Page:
Firestarter wrote: ↑Thu Dec 31, 2020 5:04 pm
This is all the more suspicious against the background that HPV vaccines (that have been marketed as cancer vaccines) are known to reduce fertility in women (maybe more on that in a next post)
The following “scientific” report from 2017 suggests that the controversial HPV vaccine causes lower birth rates. This study analysed information gathered in National Health and Nutrition Examination Survey, representing 8 million 25 to 29-year-old women in the US between 2007 and 2014.
Birth rates in the US have recently fallen to record lows from 118.1 in 2007 to 104.5 in 2015 per 1000 females aged 25–29.
See the birth rates in the US from 1995 to 2015.
One factor could be the vaccination against the human papillomavirus (HPV) that “coincidentally” was approved by the US Food and Drug Administration in 2006 and recommended for females aged 11–26 (and since 2011 also for males of the same age group).
Adverse effects of the HPV vaccine include menstrual disturbances and mood swings. Shortly after the HPV vaccine was licensed, reports of women experiencing Primary Ovarian Failure (POF) emerged.
The estimated incidence of POF for females under the age of 40 is 1 in 100, but this could be considerably higher because it’s masked by the birth control pill. Between 10% and 30% of women with POF also have (other) autoimmune disorders.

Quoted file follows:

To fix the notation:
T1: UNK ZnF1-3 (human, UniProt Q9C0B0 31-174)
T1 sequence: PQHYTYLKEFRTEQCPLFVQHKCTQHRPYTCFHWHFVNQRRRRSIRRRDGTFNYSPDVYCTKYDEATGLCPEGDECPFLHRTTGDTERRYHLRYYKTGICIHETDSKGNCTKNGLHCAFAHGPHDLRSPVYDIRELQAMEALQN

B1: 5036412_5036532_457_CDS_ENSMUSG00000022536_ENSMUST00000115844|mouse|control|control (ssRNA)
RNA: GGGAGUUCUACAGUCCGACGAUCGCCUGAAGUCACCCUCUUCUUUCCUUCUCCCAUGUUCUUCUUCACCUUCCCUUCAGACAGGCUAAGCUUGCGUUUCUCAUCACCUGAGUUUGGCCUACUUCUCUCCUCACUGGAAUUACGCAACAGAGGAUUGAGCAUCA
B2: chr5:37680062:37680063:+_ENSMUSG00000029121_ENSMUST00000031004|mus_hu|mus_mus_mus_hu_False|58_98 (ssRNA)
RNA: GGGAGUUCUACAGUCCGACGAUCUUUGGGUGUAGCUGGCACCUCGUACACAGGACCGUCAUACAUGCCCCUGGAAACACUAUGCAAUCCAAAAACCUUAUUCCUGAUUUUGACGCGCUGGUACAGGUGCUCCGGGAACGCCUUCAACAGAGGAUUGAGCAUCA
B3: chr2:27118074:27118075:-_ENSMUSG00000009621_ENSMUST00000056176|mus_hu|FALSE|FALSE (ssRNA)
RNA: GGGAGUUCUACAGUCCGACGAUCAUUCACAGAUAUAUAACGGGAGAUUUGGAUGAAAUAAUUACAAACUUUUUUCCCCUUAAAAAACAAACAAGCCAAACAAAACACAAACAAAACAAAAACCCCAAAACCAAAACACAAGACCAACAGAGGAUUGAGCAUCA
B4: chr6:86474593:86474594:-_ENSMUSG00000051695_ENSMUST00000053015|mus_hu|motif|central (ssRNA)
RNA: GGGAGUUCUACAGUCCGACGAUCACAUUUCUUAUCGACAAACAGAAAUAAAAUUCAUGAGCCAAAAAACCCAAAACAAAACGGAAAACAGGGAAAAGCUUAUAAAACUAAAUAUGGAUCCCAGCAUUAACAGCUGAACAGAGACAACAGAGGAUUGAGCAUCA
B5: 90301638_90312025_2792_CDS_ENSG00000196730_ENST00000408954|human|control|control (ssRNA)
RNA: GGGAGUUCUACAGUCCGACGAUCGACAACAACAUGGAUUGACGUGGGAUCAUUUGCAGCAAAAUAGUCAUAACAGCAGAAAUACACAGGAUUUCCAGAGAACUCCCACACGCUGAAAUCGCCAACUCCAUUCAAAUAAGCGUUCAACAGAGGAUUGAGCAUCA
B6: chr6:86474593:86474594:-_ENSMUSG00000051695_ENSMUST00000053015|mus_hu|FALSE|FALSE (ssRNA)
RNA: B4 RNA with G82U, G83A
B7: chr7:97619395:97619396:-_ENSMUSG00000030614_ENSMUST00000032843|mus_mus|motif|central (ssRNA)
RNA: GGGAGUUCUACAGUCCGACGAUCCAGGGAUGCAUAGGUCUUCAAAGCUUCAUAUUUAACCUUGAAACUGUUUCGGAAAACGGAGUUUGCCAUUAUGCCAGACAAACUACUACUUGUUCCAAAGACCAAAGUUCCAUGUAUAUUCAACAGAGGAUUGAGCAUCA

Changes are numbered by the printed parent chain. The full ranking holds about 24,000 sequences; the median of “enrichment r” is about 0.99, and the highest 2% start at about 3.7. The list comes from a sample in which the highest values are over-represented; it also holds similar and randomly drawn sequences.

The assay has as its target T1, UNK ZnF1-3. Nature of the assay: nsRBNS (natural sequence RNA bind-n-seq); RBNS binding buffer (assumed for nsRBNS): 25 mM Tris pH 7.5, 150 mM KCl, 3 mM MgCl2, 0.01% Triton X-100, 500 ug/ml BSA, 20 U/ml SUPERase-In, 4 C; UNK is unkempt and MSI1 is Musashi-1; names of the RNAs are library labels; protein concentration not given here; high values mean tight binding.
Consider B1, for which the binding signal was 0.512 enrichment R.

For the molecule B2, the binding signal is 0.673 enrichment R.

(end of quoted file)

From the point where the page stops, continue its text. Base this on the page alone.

61% of women who had not been poisoned with the HPV vaccine had been pregnant at least once, compared to only 35% of women who were poisoned with the HPV vaccine. The difference was especially large for women that had been married. Of the married women 75% that didn’t get the vaccine gave birth, while only 50% who were poisoned with the HPV vaccine had been pregnant.
The pregnancy frequency decreased with increasing numbers of HPV vaccine shots.
See (part of) Table 3 - Ratios of having been pregnant for women who received an HPV shot versus women who did not.
See (part of) Table 5 - Births of females aged 25–29 in the US, by number of HPV shots.
This suggests that at least part of the reason for the recent decline in US birth rates is caused by the HPV vaccine. Why did it take so long before this link was found (some studies have even denied this link)?
If all married women had been vaccinated with the HPV vaccine, the number of married women having conceived could have fallen with another 1 million.
There are other (possible) causes for the lower birth rates...
Higher employment rates (of women) decreases birth rates.
No epidemiological study on the influence of Aluminium (a component of vaccines) on fertility exists but Karakis et al in 2014 found an association between prenatal exposure to Aluminium and death of the (unborn) baby.
There could also be a link between Aluminium exposure and POF.
Gayle DeLong – A lowered probability of pregnancy in females in the USA aged 25–29 who received a human papillomavirus vaccine injection
(2017): https://www.tandfonline.com/doi/full/10 ... 18.1477640
Does anybody find it surprising that in one of those great examples of "science", the study was "retracted"?!?